UAI courses are classified as either Category A or Category B courses. The criteria for Category A
courses are academic rigour, depth of knowledge, the degree to which the course contributes to assumed
knowledge for tertiary studies, and the coherence with other courses included in the UAI calculations.
Category B courses are those whose level of cognitive and performance demands are not regarded as
satisfactory in themselves, but their contribution to a selection index is regarded as adequate if the other
courses included in the aggregate are more academically demanding.

In 2008 the Category B courses were:

n Accounting1
n Business Services Examination
n Construction Examination
n Entertainment Examination
n Hospitality Examination
n Industrial Technology
n Information Technology Examination
n Metal and Engineering Examination
n Primary Industries Examination
n Retail Operations Examination
n Tourism Examination.
1
A Board Developed course delivered by TAFE.

Report on the Scaling of the 2008 NSW Higher School Certificate 3


2.3 Eligibility for a UAI in 2008
To be eligible for a UAI a student must have satisfactorily completed at least 10 units of UAI courses,
which included at least:

n eight units of Category A courses


n two units of English
n three courses of two units or greater
n four subjects.

2.4 Calculation of the UAI


The UAI is based on an aggregate of scaled marks in 10 units of UAI courses comprising:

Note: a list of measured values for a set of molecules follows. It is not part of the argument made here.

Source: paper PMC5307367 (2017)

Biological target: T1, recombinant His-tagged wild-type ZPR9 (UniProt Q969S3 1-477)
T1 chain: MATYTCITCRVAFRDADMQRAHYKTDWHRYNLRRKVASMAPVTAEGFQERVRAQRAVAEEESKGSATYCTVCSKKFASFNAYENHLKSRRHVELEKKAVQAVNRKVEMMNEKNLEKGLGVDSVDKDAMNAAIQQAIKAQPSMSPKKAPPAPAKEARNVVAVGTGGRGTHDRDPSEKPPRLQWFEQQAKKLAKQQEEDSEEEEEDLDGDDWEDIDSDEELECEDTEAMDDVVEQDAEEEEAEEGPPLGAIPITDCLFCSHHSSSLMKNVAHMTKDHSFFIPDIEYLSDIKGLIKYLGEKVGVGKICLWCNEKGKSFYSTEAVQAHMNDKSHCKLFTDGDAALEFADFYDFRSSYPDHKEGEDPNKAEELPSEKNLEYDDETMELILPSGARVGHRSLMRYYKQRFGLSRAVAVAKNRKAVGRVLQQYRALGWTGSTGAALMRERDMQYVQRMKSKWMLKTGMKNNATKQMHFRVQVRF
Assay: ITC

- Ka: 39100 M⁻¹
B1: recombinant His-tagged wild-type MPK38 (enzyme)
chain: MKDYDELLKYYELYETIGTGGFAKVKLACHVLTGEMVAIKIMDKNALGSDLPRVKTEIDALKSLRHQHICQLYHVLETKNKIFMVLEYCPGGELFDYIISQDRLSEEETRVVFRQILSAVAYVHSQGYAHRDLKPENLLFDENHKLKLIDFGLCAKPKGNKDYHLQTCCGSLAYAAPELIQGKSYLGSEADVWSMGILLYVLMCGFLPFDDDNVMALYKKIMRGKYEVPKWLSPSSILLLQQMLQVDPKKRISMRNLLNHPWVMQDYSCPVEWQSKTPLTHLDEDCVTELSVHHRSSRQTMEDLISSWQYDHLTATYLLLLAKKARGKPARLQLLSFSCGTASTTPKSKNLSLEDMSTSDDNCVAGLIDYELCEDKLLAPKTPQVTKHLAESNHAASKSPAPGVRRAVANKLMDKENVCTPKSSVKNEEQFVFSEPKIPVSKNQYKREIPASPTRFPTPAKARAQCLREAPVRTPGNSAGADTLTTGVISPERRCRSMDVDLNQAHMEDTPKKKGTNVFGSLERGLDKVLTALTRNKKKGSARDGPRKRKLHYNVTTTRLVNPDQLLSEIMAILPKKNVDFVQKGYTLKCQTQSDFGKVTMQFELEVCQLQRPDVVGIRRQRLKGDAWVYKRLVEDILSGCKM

n the best two units of English


n the best eight units from the remaining units, which can include up to two units of
Category B courses.

Marks to be included in the UAI calculations can be accumulated over a five year period but if a course
is repeated only the last satisfactory attempt is used in the calculation of the UAI.

For students accumulating courses towards their HSC, scaled marks are calculated the year the courses
are completed.

2.5 The scale on which the UAI is reported


Before 1998, the ranking of students was based only on those HSC students who were eligible for a
Tertiary Entrance Rank (TER), as it was called, in that year. Consequently it was difficult to compare
TERs across years if the nature of the HSC cohort changed, either because of changes in the retention rate
or in the quality of the group completing Year 12. As retention rates were not the same in different states,